A digital metre displays a numeric reading on a screen, such as an LCD, so that you can see it clearly. With an analog-to-digital converter system (ADC), the analogue signal is converted into a digital one, which may then be processed and shown in numerical form on the metre screen, removing the need to understand needles and graphs. Nowadays, digital multimeters are significantly more prevalent than analogue multimeters due to the large range of options and functions they offer, as well as the generally higher levels of accuracy they normally provide compared to their analogue counterparts.

Auto-ranging multimeter

Voltage, ohms, and current are all measured in terms of units, just like any other object. Ranges are a term for groups of these increments, just as distances are. An auto-ranging multimeter is a digital instrument that can automatically determine the measurement range and show you the result. A multimeter with this feature makes troubleshooting components a lot easier for beginners and people who don’t have the time or need to sit and sort through the many ranges.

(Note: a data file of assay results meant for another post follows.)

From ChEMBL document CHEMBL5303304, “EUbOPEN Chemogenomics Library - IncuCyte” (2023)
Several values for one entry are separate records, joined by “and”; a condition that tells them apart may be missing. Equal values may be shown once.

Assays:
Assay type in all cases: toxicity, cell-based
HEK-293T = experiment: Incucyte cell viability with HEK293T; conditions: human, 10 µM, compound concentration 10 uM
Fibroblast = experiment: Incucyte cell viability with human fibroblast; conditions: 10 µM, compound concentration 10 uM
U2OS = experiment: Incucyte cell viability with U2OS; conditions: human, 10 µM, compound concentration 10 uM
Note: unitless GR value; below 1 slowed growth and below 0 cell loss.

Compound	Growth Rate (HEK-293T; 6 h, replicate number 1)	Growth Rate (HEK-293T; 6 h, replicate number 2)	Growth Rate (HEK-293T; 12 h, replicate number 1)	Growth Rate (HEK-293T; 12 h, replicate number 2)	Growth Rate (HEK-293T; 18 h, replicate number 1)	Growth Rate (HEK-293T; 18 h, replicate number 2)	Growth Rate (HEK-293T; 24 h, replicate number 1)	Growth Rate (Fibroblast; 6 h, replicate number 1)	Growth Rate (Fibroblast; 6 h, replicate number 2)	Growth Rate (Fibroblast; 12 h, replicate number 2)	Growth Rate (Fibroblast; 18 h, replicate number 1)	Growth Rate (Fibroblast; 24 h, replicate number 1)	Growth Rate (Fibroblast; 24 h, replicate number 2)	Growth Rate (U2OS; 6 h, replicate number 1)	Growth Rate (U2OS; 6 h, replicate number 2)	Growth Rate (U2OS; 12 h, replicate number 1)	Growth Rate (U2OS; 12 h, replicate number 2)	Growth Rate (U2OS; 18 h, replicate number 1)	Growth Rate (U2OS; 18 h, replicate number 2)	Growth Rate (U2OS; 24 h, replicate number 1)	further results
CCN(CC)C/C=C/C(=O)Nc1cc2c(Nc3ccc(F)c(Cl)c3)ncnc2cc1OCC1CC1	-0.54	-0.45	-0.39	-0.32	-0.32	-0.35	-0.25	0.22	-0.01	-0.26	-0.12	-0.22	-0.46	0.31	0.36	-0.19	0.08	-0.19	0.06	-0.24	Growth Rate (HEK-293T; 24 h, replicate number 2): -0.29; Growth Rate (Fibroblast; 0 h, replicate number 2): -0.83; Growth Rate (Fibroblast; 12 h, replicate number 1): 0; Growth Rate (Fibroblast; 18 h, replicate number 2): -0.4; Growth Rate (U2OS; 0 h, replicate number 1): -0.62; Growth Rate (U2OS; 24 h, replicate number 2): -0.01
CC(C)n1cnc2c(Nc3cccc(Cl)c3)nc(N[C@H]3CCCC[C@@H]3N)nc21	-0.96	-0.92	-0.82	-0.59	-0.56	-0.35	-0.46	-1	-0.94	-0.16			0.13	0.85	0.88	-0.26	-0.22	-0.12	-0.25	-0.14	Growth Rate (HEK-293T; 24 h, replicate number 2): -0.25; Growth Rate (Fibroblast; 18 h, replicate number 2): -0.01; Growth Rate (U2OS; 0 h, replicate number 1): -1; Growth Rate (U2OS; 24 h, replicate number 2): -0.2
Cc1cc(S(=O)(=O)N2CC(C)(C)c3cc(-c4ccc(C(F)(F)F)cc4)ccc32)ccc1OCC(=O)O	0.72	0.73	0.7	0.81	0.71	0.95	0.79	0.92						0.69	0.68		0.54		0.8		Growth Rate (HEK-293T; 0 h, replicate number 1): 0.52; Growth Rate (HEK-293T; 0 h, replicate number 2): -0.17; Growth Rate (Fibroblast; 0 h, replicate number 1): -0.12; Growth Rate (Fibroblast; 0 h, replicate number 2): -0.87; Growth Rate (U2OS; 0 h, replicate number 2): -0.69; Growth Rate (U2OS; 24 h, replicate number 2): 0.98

Manual ranging multimeter 

To get a correct result, a manual-ranging multimeter requires the user to specify a range rather than being auto-ranged. As a result, in order to get a reading, you need to be familiar with these ranges and where they appear in the project you’re working on. In general, an expert in their industry will be able to get more accurate readings with an auto-ranging multimeter than they would from an auto-ranging multimeter.

Clamp multimeter

Many of the features of a digital multimeter apply to a clamp multimeter. If you’re looking to measure the current in a live circuit, it’s an excellent choice. Measurements of voltage, resistance, and so on can be made by using the clamp. That reduces the risk of possibly life-threatening series readings.